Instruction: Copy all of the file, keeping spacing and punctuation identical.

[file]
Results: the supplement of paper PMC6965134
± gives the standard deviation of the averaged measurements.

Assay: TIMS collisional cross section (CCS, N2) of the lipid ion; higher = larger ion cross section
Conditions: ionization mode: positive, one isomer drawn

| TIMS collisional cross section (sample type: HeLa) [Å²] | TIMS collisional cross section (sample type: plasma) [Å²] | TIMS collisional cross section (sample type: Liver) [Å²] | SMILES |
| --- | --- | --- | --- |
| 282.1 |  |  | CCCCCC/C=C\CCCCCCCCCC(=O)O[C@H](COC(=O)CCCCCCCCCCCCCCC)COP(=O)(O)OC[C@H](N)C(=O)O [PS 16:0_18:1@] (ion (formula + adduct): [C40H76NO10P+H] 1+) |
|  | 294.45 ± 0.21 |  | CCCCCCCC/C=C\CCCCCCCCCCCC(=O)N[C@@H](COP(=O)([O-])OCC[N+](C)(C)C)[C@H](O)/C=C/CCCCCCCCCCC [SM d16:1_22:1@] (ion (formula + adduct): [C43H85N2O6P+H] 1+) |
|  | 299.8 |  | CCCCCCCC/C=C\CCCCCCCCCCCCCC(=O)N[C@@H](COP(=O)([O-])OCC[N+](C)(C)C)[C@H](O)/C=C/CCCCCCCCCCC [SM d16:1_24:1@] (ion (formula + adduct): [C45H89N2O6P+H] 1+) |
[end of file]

Results: the supplement of paper PMC6965134
± gives the standard deviation of the averaged measurements.

Assay: TIMS collisional cross section (CCS, N2) of the lipid ion; higher = larger ion cross section
Conditions: ionization mode: positive, one isomer drawn

| TIMS collisional cross section (sample type: HeLa) [Å²] | TIMS collisional cross section (sample type: plasma) [Å²] | TIMS collisional cross section (sample type: Liver) [Å²] | SMILES |
| --- | --- | --- | --- |
| 282.1 |  |  | CCCCCC/C=C\CCCCCCCCCC(=O)O[C@H](COC(=O)CCCCCCCCCCCCCCC)COP(=O)(O)OC[C@H](N)C(=O)O [PS 16:0_18:1@] (ion (formula + adduct): [C40H76NO10P+H] 1+) |
|  | 294.45 ± 0.21 |  | CCCCCCCC/C=C\CCCCCCCCCCCC(=O)N[C@@H](COP(=O)([O-])OCC[N+](C)(C)C)[C@H](O)/C=C/CCCCCCCCCCC [SM d16:1_22:1@] (ion (formula + adduct): [C43H85N2O6P+H] 1+) |
|  | 299.8 |  | CCCCCCCC/C=C\CCCCCCCCCCCCCC(=O)N[C@@H](COP(=O)([O-])OCC[N+](C)(C)C)[C@H](O)/C=C/CCCCCCCCCCC [SM d16:1_24:1@] (ion (formula + adduct): [C45H89N2O6P+H] 1+) |